Federally-funded Medicaid expansion is projected to save the state over $400 million. Now, lawmakers and other groups are pitching their ideas for how to use that money. There's not a lot of agreement on what to do with the savings. Emily McCord speaks to Ohio Public Radio's Jo Ingles about the different options on the table.
Southwest Ohio businesses have a new health care option on the table: so-called “self-insurance” allows companies to cut out the middle man.
The South Metro Regional Chamber of Commerce in Miamisburg has signed up to give its members access to a national self-insurance pool with hundreds of other businesses, which chamber director Julia Maxton says can save them money.
“It’s very clean, it’s very clear,” Maxton said. “It is something that they can understand.”
The Ohio Controlling Board approved funding to expand Medicaid in a 5-2 vote Monday afternoon.
That means beginning this January, over 300,000 Ohioans could become newly eligible for the state-run health insurance program, and around 275,000 are expected to get covered in 2014. The expansion extends state Medicaid programs to cover all adults making up to 138 percent of the federal poverty level, or a little less than $16,000 for an individual.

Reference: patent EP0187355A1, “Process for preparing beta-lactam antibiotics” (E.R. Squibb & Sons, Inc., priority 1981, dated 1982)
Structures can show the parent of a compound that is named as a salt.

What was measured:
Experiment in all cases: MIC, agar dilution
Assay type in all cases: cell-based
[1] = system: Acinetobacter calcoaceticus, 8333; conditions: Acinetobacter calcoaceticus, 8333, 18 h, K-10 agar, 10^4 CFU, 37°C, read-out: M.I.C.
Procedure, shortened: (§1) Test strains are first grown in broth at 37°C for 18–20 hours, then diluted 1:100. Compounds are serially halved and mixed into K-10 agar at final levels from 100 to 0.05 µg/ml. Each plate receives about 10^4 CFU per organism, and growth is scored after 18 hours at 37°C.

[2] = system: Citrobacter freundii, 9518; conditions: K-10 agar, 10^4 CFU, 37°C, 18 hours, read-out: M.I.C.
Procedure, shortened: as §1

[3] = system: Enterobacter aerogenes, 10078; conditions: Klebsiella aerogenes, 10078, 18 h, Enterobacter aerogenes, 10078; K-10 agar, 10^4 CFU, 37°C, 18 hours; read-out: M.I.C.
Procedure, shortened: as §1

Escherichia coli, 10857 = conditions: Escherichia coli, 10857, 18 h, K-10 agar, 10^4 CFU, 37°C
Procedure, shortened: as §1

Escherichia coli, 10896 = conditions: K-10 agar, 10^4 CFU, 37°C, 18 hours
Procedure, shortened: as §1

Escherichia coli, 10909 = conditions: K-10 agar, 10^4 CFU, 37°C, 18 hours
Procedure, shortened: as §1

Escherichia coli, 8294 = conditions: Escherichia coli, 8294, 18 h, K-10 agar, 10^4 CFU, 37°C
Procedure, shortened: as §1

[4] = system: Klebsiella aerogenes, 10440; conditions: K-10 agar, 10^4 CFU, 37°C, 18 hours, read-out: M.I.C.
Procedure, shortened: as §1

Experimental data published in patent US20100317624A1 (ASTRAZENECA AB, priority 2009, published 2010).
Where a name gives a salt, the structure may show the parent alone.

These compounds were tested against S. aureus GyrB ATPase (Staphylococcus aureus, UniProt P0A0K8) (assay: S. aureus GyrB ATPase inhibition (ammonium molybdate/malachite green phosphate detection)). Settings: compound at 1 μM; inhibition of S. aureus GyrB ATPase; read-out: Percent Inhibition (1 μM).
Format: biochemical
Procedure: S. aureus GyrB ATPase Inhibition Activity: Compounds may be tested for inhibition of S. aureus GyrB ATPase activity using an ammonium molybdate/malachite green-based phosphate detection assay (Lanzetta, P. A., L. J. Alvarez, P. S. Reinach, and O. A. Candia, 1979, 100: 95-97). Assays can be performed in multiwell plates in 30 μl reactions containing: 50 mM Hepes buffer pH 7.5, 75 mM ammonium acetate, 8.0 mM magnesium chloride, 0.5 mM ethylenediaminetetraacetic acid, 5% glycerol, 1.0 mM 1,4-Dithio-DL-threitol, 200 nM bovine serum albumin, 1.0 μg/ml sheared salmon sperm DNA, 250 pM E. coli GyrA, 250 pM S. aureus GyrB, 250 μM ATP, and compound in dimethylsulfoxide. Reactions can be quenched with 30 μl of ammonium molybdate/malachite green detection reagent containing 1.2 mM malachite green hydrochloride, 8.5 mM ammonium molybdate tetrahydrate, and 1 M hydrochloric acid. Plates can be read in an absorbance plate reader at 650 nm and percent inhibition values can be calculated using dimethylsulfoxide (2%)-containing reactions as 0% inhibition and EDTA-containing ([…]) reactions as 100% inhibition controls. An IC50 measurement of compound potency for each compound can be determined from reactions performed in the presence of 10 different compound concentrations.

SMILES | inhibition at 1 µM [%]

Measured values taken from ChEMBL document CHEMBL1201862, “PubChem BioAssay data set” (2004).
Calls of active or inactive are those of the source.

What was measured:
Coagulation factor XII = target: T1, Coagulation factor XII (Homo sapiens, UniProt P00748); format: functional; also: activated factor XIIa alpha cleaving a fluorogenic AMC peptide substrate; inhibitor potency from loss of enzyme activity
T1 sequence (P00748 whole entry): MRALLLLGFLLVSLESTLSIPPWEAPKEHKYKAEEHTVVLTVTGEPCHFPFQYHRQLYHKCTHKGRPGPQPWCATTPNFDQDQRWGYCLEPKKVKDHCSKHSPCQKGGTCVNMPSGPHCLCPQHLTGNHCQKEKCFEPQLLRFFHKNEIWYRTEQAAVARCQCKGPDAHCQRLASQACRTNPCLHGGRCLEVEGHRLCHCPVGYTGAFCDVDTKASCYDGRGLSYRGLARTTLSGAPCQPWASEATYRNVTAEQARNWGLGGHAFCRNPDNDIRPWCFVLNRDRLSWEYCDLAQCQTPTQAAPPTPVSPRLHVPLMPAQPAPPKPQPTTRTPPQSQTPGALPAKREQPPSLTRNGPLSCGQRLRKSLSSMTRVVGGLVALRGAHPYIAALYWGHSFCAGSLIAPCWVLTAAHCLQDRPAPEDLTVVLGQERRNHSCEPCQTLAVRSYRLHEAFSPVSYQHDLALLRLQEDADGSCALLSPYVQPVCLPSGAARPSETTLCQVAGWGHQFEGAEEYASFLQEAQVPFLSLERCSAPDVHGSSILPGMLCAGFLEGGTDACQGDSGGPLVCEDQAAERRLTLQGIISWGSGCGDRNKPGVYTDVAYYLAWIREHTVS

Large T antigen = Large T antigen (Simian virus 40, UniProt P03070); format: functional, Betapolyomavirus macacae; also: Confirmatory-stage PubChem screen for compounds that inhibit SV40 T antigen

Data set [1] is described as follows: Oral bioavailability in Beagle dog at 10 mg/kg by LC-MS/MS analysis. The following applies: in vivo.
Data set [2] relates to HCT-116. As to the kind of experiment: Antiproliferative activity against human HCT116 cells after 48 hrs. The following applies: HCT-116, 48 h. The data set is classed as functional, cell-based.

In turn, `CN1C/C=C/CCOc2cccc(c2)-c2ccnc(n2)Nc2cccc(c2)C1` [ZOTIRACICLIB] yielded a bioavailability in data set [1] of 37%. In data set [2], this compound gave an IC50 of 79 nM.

Ohio Governor John Kasich announced last week he’ll circumvent the legislature to try to expand Medicaid eligibility under the Affordable Care Act. Meanwhile, state legislators are considering two separate Medicaid reform bills—and health care providers have their fingers crossed.
Congressman Mike Turner (OH-10th) has voted with the majority of other House Republicans in favor of a 2014 budget that would defund the Affordable Care Act. Republican congressmen pushed for the bill with the knowledge the Senate and the President would reject it, and in the final days of the fiscal year, the controversy devolved into a showdown, and finally to a partial shutdown of the federal government for the first time in 17 years. As of Thursday, Oct. 3, that shutdown was still underway with no end in sight.